Athletes and motherhood: Your thoughts on WNBA players becoming moms

This is What You Think

Earlier this week, WNBA.com presented the second installment of This is What I Think, giving WNBA players a chance to weigh in on the issue of motherhood and the challenges faced by professional female athletes who want to have children. We also asked you what you thought about the issue, and received a tremendous amount of feedback. Here are some of your responses:

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Sheryl showed us all

Anytime a woman wants to have a baby, it is her decision and hers alone. Basketball is a game and if enough thought is applied, it can be used as an incentive to get yourself back into shape (after having) a baby. Sheryl Swoopes showed the whole world that having a baby and playing basketball can be done. She worked very hard after her son, Jordan, was born and shortly after (resumed) her career in the WNBA. Sheryl, you go girl! Why limit yourself? Have a baby and play basketball!

--Shanell (Los Angeles, Calif.)


To many, Sheryl Swoopes is the best example of a successful mother/pro athlete.
Shem Roose/WNBAE/Getty Images
They're up to the challenge

If I was a professional athlete and I wanted to start a family, then I would just go ahead and do it. Being a professional athlete means you're in better shape physically to begin with. What better time to have a child? Women juggle careers and children and husbands all the time! We're women! We're stronger! We can deal with it! I tip my hat to any female athlete who has the courage to live her life in spite of what others may think.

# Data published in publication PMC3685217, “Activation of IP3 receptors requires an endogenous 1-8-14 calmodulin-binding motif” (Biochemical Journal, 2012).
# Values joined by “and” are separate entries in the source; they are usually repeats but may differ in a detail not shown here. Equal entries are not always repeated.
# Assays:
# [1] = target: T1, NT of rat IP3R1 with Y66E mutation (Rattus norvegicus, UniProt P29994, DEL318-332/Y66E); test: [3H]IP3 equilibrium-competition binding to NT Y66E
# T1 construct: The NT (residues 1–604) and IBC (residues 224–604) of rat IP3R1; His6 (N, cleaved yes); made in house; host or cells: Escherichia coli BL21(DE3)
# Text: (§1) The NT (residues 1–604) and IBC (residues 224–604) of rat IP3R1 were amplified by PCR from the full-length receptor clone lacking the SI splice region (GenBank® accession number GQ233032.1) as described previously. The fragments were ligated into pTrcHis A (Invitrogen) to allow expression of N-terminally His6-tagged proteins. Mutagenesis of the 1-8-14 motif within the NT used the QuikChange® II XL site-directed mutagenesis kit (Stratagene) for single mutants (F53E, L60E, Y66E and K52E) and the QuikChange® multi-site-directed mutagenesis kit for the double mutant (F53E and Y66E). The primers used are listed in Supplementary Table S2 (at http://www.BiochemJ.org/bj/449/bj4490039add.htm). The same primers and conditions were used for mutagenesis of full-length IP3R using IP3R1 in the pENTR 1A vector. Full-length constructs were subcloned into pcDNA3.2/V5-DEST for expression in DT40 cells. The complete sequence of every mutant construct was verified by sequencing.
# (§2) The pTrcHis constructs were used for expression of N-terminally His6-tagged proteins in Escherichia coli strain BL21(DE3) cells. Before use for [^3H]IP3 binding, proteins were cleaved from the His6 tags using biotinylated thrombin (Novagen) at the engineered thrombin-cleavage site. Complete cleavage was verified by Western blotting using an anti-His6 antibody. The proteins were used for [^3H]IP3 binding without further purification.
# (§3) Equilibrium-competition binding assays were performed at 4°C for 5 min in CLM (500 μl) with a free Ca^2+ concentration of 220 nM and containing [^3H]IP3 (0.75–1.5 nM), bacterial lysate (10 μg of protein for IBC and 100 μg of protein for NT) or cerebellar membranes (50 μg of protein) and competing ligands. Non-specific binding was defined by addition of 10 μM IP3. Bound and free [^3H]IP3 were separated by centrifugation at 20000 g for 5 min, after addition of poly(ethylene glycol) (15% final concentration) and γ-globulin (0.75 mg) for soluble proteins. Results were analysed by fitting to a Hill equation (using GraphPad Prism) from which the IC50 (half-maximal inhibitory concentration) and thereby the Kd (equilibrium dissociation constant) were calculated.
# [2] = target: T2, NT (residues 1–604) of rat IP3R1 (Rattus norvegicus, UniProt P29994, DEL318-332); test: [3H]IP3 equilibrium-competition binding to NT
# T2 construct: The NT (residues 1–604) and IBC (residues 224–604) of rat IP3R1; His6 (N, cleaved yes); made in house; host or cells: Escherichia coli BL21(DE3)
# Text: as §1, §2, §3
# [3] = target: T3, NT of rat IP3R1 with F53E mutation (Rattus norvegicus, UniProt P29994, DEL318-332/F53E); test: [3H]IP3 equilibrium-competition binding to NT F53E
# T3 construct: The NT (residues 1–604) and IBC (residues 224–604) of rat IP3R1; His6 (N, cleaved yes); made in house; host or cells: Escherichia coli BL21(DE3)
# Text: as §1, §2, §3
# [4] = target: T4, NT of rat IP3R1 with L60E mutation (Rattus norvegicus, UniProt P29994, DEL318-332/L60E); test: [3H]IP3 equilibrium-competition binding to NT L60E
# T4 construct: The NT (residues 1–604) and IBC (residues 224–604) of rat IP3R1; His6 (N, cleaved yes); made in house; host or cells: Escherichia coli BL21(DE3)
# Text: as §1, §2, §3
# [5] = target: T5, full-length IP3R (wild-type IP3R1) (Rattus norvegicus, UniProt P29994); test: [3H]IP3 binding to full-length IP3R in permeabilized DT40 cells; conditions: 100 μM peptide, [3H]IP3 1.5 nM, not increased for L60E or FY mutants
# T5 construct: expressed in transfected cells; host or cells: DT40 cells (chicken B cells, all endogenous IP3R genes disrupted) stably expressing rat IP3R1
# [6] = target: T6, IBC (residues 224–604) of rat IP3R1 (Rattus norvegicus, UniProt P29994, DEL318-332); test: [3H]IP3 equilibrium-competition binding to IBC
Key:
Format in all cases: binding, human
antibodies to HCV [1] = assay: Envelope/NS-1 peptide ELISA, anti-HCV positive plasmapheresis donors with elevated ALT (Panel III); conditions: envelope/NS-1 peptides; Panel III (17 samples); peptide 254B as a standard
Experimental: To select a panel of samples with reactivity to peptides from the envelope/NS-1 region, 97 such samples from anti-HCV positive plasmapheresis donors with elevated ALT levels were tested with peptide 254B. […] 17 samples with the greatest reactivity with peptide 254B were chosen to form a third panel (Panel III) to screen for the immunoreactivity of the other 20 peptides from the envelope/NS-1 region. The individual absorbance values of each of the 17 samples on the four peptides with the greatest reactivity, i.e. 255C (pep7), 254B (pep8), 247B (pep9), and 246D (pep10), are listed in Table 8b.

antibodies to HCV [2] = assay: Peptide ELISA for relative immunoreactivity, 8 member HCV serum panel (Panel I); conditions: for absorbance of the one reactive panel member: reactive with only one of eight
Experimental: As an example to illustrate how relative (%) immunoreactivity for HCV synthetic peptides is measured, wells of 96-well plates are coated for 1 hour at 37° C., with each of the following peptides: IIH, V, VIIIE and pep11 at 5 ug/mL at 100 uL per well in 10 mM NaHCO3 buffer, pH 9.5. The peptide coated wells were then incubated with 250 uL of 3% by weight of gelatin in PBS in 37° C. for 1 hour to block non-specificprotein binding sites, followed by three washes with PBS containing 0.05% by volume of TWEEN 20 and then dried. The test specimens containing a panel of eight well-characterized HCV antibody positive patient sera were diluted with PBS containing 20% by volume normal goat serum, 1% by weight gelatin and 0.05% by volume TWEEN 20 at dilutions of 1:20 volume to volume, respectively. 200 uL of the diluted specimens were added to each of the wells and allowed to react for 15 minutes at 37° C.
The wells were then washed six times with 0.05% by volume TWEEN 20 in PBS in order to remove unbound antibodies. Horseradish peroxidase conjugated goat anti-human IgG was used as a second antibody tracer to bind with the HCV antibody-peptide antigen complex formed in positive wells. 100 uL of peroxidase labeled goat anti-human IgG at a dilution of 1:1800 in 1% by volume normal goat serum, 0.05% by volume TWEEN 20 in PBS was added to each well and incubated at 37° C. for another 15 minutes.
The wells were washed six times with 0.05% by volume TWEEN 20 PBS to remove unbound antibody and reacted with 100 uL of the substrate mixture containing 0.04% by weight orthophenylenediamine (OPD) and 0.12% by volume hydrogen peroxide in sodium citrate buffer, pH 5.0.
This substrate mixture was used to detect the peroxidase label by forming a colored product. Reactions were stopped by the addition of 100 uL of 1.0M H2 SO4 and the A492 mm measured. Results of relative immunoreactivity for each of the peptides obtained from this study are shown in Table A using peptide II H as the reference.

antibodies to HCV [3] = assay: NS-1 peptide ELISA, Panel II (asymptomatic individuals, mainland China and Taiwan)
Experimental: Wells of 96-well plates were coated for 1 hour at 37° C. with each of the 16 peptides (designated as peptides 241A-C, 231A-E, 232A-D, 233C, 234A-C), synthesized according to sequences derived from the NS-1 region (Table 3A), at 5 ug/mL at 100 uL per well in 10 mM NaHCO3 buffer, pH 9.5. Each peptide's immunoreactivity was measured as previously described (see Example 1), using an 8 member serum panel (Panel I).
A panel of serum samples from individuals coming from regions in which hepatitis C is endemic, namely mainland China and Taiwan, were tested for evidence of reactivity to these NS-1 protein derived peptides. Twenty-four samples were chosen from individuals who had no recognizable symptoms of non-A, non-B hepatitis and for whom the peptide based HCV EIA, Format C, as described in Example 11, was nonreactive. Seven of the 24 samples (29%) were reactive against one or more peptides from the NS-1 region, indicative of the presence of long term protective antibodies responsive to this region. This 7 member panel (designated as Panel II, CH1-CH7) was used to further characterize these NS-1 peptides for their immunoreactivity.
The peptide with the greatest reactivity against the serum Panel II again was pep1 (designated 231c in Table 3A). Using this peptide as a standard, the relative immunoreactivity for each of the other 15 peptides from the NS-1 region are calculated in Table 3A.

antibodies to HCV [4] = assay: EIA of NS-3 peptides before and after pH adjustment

--Dorothy (Lenexa, Kan.)


Try for the offseason

I am not a woman, and do not (intend) to tell women what they should or should not do with their bodies. I love women's basketball, and I love the WNBA. I have had season tickets since the league opened. ... I want the league to not only get by, but to prosper. I feel that each and every player has a responsiblity to be there during each season. I understand that sometimes things just happen, but after being married for 14 years things don't "just happen" that often. ... People need to see the best players each year, barring injury. I am not saying that women shouldn't have families, but you technically only work four months and you have the rest (of the year) to have a baby. They will still lose some of the season, but not all. ... It's a no-win situation, but I feel that there are bigger issues at hand here.

--Richard (Orlando, Fla.)


Don't let the chance pass you by